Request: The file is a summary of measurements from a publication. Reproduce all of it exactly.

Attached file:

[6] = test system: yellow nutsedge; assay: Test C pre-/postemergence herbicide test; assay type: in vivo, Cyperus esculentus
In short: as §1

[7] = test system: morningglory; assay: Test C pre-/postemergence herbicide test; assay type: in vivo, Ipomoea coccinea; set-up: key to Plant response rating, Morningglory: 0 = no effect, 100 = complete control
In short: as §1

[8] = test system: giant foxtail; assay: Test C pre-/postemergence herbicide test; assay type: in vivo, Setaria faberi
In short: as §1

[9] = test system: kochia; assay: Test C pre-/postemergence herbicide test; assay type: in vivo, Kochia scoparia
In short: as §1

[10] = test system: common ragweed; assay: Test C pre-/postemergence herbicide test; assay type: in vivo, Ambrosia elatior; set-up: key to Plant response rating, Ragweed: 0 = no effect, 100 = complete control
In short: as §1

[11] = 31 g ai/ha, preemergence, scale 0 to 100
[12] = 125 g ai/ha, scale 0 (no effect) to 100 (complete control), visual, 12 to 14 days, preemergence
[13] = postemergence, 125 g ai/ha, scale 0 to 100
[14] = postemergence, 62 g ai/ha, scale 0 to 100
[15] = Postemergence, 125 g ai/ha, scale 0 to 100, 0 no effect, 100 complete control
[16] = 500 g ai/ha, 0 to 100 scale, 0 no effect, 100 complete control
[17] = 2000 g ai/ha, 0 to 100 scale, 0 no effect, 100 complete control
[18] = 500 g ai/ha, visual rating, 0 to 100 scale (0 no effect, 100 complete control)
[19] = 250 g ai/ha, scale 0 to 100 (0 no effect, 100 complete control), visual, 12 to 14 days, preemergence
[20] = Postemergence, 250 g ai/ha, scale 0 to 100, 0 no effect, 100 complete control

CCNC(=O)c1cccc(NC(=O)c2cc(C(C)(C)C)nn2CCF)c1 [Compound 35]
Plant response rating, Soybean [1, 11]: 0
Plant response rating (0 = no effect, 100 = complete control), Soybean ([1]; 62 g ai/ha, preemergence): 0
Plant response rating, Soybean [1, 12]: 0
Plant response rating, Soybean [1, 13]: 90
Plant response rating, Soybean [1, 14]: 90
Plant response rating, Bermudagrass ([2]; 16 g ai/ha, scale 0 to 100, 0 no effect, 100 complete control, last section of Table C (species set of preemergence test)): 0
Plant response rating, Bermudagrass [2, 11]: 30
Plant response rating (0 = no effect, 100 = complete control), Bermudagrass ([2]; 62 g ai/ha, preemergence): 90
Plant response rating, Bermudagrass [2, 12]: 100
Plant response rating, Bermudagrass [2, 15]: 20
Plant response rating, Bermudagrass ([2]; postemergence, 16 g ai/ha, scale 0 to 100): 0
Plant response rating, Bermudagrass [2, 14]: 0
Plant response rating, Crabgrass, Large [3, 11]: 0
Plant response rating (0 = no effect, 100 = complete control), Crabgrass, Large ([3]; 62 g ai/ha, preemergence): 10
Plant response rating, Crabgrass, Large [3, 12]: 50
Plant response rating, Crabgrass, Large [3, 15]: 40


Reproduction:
[6] = test system: yellow nutsedge; assay: Test C pre-/postemergence herbicide test; assay type: in vivo, Cyperus esculentus
In short: as §1

[7] = test system: morningglory; assay: Test C pre-/postemergence herbicide test; assay type: in vivo, Ipomoea coccinea; set-up: key to Plant response rating, Morningglory: 0 = no effect, 100 = complete control
In short: as §1

[8] = test system: giant foxtail; assay: Test C pre-/postemergence herbicide test; assay type: in vivo, Setaria faberi
In short: as §1

[9] = test system: kochia; assay: Test C pre-/postemergence herbicide test; assay type: in vivo, Kochia scoparia
In short: as §1

[10] = test system: common ragweed; assay: Test C pre-/postemergence herbicide test; assay type: in vivo, Ambrosia elatior; set-up: key to Plant response rating, Ragweed: 0 = no effect, 100 = complete control
In short: as §1

[11] = 31 g ai/ha, preemergence, scale 0 to 100
[12] = 125 g ai/ha, scale 0 (no effect) to 100 (complete control), visual, 12 to 14 days, preemergence
[13] = postemergence, 125 g ai/ha, scale 0 to 100
[14] = postemergence, 62 g ai/ha, scale 0 to 100
[15] = Postemergence, 125 g ai/ha, scale 0 to 100, 0 no effect, 100 complete control
[16] = 500 g ai/ha, 0 to 100 scale, 0 no effect, 100 complete control
[17] = 2000 g ai/ha, 0 to 100 scale, 0 no effect, 100 complete control
[18] = 500 g ai/ha, visual rating, 0 to 100 scale (0 no effect, 100 complete control)
[19] = 250 g ai/ha, scale 0 to 100 (0 no effect, 100 complete control), visual, 12 to 14 days, preemergence
[20] = Postemergence, 250 g ai/ha, scale 0 to 100, 0 no effect, 100 complete control

CCNC(=O)c1cccc(NC(=O)c2cc(C(C)(C)C)nn2CCF)c1 [Compound 35]
Plant response rating, Soybean [1, 11]: 0
Plant response rating (0 = no effect, 100 = complete control), Soybean ([1]; 62 g ai/ha, preemergence): 0
Plant response rating, Soybean [1, 12]: 0
Plant response rating, Soybean [1, 13]: 90
Plant response rating, Soybean [1, 14]: 90
Plant response rating, Bermudagrass ([2]; 16 g ai/ha, scale 0 to 100, 0 no effect, 100 complete control, last section of Table C (species set of preemergence test)): 0
Plant response rating, Bermudagrass [2, 11]: 30
Plant response rating (0 = no effect, 100 = complete control), Bermudagrass ([2]; 62 g ai/ha, preemergence): 90
Plant response rating, Bermudagrass [2, 12]: 100
Plant response rating, Bermudagrass [2, 15]: 20
Plant response rating, Bermudagrass ([2]; postemergence, 16 g ai/ha, scale 0 to 100): 0
Plant response rating, Bermudagrass [2, 14]: 0
Plant response rating, Crabgrass, Large [3, 11]: 0
Plant response rating (0 = no effect, 100 = complete control), Crabgrass, Large ([3]; 62 g ai/ha, preemergence): 10
Plant response rating, Crabgrass, Large [3, 12]: 50
Plant response rating, Crabgrass, Large [3, 15]: 40